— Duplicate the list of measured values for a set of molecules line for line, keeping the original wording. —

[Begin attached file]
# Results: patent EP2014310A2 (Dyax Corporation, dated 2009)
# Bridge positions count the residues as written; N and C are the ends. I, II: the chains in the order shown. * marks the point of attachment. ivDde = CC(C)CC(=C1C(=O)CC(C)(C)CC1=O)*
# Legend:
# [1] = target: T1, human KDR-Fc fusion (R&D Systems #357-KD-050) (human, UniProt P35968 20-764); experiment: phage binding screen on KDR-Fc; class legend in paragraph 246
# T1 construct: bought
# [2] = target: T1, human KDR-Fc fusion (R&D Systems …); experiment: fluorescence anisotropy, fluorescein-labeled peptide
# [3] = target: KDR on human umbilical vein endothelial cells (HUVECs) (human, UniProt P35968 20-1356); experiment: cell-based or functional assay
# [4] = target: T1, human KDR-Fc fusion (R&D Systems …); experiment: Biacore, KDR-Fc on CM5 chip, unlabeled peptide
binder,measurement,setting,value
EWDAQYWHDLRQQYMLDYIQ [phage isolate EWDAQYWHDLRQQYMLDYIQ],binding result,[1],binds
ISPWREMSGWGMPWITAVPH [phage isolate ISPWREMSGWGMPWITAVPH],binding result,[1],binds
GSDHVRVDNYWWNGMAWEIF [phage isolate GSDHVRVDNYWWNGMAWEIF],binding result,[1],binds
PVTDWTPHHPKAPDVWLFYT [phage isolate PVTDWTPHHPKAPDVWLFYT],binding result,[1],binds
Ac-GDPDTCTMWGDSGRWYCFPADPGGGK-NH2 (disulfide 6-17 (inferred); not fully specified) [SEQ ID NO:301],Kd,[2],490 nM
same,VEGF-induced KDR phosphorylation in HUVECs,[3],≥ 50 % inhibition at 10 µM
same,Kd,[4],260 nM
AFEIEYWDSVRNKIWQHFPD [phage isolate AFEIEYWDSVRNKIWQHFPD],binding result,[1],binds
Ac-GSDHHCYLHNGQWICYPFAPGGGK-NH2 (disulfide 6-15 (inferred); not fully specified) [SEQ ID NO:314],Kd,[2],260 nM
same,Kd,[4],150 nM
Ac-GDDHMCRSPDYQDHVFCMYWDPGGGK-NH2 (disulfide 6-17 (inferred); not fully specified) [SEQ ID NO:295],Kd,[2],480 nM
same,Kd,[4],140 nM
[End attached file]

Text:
# Results: patent EP2014310A2 (Dyax Corporation, dated 2009)
# Bridge positions count the residues as written; N and C are the ends. I, II: the chains in the order shown. * marks the point of attachment. ivDde = CC(C)CC(=C1C(=O)CC(C)(C)CC1=O)*
# Legend:
# [1] = target: T1, human KDR-Fc fusion (R&D Systems #357-KD-050) (human, UniProt P35968 20-764); experiment: phage binding screen on KDR-Fc; class legend in paragraph 246
# T1 construct: bought
# [2] = target: T1, human KDR-Fc fusion (R&D Systems …); experiment: fluorescence anisotropy, fluorescein-labeled peptide
# [3] = target: KDR on human umbilical vein endothelial cells (HUVECs) (human, UniProt P35968 20-1356); experiment: cell-based or functional assay
# [4] = target: T1, human KDR-Fc fusion (R&D Systems …); experiment: Biacore, KDR-Fc on CM5 chip, unlabeled peptide
binder,measurement,setting,value
EWDAQYWHDLRQQYMLDYIQ [phage isolate EWDAQYWHDLRQQYMLDYIQ],binding result,[1],binds
ISPWREMSGWGMPWITAVPH [phage isolate ISPWREMSGWGMPWITAVPH],binding result,[1],binds
GSDHVRVDNYWWNGMAWEIF [phage isolate GSDHVRVDNYWWNGMAWEIF],binding result,[1],binds
PVTDWTPHHPKAPDVWLFYT [phage isolate PVTDWTPHHPKAPDVWLFYT],binding result,[1],binds
Ac-GDPDTCTMWGDSGRWYCFPADPGGGK-NH2 (disulfide 6-17 (inferred); not fully specified) [SEQ ID NO:301],Kd,[2],490 nM
same,VEGF-induced KDR phosphorylation in HUVECs,[3],≥ 50 % inhibition at 10 µM
same,Kd,[4],260 nM
AFEIEYWDSVRNKIWQHFPD [phage isolate AFEIEYWDSVRNKIWQHFPD],binding result,[1],binds
Ac-GSDHHCYLHNGQWICYPFAPGGGK-NH2 (disulfide 6-15 (inferred); not fully specified) [SEQ ID NO:314],Kd,[2],260 nM
same,Kd,[4],150 nM
Ac-GDDHMCRSPDYQDHVFCMYWDPGGGK-NH2 (disulfide 6-17 (inferred); not fully specified) [SEQ ID NO:295],Kd,[2],480 nM
same,Kd,[4],140 nM